Pied Flycatcher, Edmund Fellowes.

Migration Blog (16th April – 22nd April)

With spring migration in full swing, what should we be looking out for in the coming week?

Scott Mayson

BirdTrack Organiser

Scott's role includes the day-to-day running of BirdTrack: updating the application, assisting county recorders by checking records and corresponding with observers. Scott is also tasked with increasing participation in BirdTrack through a wide range of publicity media so if you are a birdwatcher reading this and you haven’t done so already, register and get started today.

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Mid-April to mid-May is the peak of spring migration. With each passing day more and more birds either arrive in the UK for the breeding season or use it as part of their migration route to breeding grounds further north. Although we are in lockdown, we still want to tell you about what species are on the move and many of us can still experience the joy of spring migration and see some of these migrants from our homes or during our daily exercise. However, please ensure you keep within the government COVID-19 guidelines.

Apart from some cooler weather at the start of this week, the last seven days saw unseasonably warm temperatures and light southerly winds for many. With these settled conditions, spring migration continued unabated with an increasing variety of arrivals. As predicted the first Lesser Whitethroats, Wood Warblers, Redstarts and Whinchats arrived and these were joined by more Reed Warblers, Whitethroats, Cuckoos, Ring Ouzels and Ospreys. Some classic spring 'overshoots' also turned up, including both Hoopoe and Red-rumped Swallows. Indeed a small influx of Hoopoes occurred with over 20 birds reported from across southern Britain and Ireland and one individual reaching as far north as Scotland. Now that would be a nice bird to see on your lawn! The rarest bird, however, was a Song Sparrow, which was discovered on Fair Isle. This North American Sparrow has a history of occurring in spring and probably involves birds that reached Europe last year and have gone undetected during the winter before being seen as they migrate north. The fine weather over the last few days has not been restricted to the UK with good conditions along much of the migration routes used by birds as they move up from western Africa across the Sahara, into Northern Africa and then into Southern Europe. An example of how this weather can help birds migrating can be illustrated by the route one of our tagged Cuckoos has taken this spring. PJ the male Cuckoo took just four days to leave Western Africa, cross the Sahara and arrive in Southern Spain! You can track his progress here.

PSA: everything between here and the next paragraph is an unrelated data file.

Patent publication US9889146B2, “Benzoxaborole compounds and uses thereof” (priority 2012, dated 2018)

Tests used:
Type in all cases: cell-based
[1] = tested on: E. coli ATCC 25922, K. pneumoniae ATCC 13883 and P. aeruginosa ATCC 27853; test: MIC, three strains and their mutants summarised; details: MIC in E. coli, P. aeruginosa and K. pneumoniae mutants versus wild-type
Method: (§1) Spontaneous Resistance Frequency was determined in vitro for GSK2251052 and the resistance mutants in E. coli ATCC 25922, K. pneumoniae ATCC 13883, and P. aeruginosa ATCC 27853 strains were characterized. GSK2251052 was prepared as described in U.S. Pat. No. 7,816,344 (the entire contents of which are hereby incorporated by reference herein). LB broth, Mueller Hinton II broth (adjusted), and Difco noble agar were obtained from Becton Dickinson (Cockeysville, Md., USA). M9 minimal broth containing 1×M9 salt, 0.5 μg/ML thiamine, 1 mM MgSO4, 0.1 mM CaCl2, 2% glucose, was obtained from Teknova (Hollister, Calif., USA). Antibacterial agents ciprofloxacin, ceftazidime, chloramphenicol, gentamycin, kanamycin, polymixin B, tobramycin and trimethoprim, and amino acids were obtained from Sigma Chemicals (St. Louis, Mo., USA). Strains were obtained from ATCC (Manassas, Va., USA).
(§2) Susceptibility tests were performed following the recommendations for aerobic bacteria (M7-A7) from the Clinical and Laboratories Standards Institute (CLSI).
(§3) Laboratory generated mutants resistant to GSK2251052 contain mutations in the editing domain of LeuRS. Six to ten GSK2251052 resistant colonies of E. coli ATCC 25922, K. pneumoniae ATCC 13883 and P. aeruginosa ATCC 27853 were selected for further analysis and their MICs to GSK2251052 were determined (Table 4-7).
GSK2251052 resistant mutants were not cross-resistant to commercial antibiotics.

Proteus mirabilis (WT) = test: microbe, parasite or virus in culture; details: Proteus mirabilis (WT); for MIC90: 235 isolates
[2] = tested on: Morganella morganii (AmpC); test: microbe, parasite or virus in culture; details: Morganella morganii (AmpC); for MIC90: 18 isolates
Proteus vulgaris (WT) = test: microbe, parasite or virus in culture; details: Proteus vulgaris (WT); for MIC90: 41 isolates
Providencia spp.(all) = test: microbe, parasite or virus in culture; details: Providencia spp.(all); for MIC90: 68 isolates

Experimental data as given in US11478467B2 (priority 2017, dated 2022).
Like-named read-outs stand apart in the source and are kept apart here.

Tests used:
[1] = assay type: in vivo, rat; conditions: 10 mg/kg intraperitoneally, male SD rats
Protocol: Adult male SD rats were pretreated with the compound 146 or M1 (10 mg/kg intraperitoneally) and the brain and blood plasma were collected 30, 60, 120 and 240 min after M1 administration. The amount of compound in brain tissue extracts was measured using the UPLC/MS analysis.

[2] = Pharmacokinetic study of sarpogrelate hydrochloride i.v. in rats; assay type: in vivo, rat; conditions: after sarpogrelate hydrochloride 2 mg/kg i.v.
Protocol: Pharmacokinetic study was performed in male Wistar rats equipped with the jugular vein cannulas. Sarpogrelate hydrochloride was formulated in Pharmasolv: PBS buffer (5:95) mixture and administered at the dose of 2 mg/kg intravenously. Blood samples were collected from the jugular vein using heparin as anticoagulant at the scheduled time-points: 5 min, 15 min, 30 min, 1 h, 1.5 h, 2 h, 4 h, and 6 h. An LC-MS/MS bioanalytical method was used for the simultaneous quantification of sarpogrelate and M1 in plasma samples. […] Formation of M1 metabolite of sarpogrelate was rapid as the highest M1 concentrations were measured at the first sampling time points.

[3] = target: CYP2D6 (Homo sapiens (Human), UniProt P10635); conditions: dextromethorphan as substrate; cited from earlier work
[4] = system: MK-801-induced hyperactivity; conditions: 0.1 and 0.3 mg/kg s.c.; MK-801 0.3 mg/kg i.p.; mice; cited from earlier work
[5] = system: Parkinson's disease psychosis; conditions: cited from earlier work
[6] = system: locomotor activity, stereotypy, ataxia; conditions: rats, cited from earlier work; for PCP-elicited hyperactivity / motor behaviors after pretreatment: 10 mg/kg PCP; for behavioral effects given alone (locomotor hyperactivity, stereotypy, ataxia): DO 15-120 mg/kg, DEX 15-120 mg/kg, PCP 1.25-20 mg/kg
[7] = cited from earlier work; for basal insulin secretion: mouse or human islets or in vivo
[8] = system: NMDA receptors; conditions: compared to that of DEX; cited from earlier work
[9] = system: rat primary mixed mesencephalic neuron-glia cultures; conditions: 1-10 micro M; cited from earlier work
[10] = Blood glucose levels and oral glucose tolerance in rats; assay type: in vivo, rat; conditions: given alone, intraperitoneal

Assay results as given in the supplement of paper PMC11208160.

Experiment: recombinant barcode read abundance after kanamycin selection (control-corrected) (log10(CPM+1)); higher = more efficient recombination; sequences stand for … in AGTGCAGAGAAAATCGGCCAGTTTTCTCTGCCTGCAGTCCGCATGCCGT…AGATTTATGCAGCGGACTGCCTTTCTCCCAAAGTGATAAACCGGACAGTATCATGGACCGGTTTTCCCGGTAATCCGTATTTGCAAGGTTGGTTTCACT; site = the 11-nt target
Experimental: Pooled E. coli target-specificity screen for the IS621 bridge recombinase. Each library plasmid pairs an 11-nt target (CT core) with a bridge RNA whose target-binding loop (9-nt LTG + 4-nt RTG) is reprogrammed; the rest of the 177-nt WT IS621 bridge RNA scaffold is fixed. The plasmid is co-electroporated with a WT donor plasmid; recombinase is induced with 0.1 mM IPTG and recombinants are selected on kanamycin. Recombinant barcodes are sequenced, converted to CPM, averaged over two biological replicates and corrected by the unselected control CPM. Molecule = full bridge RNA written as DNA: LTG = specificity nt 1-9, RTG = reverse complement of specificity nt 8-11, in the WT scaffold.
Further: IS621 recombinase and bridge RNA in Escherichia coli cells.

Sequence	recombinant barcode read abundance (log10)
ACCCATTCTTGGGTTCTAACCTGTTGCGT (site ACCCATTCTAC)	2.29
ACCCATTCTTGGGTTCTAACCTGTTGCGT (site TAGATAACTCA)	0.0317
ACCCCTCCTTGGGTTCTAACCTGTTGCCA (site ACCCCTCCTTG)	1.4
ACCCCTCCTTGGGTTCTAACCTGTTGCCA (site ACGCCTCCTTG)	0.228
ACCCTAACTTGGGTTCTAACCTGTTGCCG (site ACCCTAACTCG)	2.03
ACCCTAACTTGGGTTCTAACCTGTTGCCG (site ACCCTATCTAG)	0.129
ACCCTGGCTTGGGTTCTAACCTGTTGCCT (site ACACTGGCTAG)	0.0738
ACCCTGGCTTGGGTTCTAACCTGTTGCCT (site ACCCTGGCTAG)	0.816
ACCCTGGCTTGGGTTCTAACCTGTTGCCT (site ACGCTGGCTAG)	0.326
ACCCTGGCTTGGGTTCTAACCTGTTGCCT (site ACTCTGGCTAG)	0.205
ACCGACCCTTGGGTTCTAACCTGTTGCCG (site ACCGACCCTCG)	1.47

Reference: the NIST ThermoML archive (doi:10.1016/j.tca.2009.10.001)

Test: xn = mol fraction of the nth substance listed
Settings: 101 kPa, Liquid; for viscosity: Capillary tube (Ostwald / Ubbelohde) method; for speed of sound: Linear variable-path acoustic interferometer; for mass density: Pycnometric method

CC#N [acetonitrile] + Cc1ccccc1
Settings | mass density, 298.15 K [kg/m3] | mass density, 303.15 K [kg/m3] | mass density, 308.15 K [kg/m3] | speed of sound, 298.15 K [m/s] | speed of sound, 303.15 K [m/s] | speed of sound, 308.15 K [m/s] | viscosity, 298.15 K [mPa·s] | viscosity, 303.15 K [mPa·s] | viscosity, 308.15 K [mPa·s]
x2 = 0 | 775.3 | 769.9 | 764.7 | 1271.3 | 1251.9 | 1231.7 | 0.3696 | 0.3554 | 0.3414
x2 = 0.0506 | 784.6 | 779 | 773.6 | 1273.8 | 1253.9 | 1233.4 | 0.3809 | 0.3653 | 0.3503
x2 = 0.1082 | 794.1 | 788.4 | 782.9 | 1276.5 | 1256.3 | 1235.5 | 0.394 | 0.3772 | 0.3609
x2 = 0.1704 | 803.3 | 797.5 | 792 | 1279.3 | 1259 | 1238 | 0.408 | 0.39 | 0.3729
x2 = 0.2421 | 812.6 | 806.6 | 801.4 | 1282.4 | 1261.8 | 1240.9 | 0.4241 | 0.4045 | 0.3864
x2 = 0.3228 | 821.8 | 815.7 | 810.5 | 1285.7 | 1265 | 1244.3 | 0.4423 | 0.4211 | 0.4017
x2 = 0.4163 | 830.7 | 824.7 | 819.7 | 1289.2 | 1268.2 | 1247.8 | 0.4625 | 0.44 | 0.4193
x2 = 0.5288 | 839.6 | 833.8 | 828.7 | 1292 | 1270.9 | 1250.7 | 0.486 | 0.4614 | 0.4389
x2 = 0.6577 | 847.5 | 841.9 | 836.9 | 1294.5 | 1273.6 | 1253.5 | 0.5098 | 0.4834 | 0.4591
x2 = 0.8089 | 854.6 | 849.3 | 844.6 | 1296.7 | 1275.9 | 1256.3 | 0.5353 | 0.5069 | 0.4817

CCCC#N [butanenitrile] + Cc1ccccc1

House Martins are arriving right now and will soon be collecting mud to repair or build their nests for the coming breeding season. 

Species focus - House Martin

House Martin is one of our more familiar summer visitors and, whilst the first few begin to arrive in early April it is not until mid-April that House Martin arrivals begin in earnest. We know quite a lot about House Martins during the breeding season; they nest under our eaves, are mostly double-brooded, and in good years possibly even triple-brooded. Each nest contains around 1,000 mud pellets and is lined with feathers before the first egg of the clutch is laid. Usually 3–5 eggs are laid and incubated for around 14 days, with the chicks fledging around 25 days after hatching.